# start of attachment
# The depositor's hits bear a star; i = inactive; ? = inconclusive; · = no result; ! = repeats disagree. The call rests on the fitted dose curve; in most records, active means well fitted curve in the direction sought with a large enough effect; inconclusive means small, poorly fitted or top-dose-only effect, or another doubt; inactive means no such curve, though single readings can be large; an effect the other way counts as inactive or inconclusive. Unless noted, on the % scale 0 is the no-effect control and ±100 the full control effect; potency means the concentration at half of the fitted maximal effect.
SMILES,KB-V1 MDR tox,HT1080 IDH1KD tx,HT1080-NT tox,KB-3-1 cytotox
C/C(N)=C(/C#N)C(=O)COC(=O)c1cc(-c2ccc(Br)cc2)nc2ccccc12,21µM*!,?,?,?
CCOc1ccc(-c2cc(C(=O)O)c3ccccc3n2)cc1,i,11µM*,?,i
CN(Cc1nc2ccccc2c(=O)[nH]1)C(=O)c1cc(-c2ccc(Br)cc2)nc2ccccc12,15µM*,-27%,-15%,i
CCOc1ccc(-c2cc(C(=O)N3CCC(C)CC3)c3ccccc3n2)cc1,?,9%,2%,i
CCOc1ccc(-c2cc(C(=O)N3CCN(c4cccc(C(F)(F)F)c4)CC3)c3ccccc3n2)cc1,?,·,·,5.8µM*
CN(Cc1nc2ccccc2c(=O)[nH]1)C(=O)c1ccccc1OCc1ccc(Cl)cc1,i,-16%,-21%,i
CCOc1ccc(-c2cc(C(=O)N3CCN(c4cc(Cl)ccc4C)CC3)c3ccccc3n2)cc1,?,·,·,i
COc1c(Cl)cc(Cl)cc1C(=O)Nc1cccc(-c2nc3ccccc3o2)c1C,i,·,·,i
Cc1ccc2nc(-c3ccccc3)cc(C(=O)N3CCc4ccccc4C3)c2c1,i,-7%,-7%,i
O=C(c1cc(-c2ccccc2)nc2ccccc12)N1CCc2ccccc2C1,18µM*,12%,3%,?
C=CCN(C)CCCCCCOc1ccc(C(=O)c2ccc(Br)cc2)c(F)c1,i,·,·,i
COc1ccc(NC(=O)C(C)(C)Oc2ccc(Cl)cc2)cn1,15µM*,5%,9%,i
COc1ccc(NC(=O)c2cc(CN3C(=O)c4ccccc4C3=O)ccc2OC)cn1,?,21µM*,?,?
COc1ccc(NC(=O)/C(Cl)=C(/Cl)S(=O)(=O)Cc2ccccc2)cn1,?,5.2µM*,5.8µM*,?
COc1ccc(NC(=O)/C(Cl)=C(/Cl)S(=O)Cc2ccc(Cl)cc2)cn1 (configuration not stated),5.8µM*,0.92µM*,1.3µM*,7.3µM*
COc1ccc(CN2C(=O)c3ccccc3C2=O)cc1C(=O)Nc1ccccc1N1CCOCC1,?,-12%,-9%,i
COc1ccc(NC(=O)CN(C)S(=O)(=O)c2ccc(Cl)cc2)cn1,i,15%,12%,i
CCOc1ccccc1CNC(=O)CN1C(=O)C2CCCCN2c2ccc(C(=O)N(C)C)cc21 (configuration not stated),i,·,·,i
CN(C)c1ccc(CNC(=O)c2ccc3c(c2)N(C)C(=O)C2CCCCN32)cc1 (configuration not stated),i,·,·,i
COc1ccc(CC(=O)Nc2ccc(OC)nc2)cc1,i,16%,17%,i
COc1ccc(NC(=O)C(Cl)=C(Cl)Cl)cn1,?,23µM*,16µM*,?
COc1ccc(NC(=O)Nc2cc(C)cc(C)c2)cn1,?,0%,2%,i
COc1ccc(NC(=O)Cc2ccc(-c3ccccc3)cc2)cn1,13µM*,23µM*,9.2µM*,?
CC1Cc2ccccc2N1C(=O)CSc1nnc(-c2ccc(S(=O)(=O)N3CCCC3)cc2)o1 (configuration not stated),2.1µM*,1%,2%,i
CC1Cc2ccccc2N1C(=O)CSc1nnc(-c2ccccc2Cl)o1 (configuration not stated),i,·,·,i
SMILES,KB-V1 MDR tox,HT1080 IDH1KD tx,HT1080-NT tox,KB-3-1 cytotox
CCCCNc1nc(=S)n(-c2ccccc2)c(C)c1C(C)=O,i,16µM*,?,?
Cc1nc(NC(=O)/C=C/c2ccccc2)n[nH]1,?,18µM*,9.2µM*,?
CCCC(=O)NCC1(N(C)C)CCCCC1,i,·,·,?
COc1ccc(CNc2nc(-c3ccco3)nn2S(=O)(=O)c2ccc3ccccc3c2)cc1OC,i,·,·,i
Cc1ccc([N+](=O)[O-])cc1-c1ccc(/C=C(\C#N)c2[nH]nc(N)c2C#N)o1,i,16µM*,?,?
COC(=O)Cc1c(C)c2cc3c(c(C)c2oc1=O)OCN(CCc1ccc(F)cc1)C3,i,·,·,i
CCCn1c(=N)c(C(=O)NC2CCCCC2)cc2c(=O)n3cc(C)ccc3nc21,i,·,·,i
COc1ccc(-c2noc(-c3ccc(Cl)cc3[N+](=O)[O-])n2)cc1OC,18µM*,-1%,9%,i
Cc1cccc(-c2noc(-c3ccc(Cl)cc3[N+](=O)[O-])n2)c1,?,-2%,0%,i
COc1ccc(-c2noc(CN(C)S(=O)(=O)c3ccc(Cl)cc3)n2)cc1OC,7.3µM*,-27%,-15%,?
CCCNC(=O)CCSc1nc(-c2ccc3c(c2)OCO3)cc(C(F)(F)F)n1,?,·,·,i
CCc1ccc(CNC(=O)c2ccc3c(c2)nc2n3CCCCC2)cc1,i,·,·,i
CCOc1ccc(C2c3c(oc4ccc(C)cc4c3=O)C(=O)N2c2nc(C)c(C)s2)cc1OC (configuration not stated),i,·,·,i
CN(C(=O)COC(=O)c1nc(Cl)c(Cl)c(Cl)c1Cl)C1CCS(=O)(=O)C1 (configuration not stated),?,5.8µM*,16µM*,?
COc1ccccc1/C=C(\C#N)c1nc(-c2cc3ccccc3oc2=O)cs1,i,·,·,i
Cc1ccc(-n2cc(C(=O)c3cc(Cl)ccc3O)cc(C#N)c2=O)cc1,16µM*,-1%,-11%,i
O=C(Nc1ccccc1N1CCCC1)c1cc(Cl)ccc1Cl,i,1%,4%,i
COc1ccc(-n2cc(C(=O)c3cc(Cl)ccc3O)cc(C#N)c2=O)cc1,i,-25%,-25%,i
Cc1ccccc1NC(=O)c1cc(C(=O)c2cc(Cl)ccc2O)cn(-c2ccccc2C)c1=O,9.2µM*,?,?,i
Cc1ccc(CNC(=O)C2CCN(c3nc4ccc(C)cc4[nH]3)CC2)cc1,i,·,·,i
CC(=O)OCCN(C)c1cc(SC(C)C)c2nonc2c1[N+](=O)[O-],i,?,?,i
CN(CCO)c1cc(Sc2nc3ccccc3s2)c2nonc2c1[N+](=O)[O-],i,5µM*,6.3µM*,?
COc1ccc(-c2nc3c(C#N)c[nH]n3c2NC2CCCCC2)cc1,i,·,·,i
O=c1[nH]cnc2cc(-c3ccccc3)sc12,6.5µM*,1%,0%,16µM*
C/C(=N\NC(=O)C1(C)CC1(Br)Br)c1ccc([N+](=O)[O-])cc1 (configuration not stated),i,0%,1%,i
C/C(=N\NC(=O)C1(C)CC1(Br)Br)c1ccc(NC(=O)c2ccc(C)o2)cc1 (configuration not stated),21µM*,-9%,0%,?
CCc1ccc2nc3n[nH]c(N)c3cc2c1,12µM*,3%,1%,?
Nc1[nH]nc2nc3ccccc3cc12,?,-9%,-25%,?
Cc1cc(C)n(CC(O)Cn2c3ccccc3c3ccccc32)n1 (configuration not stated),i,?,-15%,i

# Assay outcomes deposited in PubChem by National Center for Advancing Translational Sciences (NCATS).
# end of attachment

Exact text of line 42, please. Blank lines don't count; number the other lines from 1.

CN(C(=O)COC(=O)c1nc(Cl)c(Cl)c(Cl)c1Cl)C1CCS(=O)(=O)C1 (configuration not stated),?,5.8µM*,16µM*,?